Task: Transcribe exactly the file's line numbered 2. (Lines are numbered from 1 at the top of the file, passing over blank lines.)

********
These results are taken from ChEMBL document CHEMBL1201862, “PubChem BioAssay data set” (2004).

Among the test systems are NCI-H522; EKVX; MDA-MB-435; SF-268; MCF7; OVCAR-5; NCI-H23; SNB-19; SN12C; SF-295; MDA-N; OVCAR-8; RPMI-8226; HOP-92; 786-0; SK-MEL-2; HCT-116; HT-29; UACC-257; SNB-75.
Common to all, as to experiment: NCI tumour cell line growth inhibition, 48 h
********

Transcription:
Among the test systems are NCI-H522; EKVX; MDA-MB-435; SF-268; MCF7; OVCAR-5; NCI-H23; SNB-19; SN12C; SF-295; MDA-N; OVCAR-8; RPMI-8226; HOP-92; 786-0; SK-MEL-2; HCT-116; HT-29; UACC-257; SNB-75.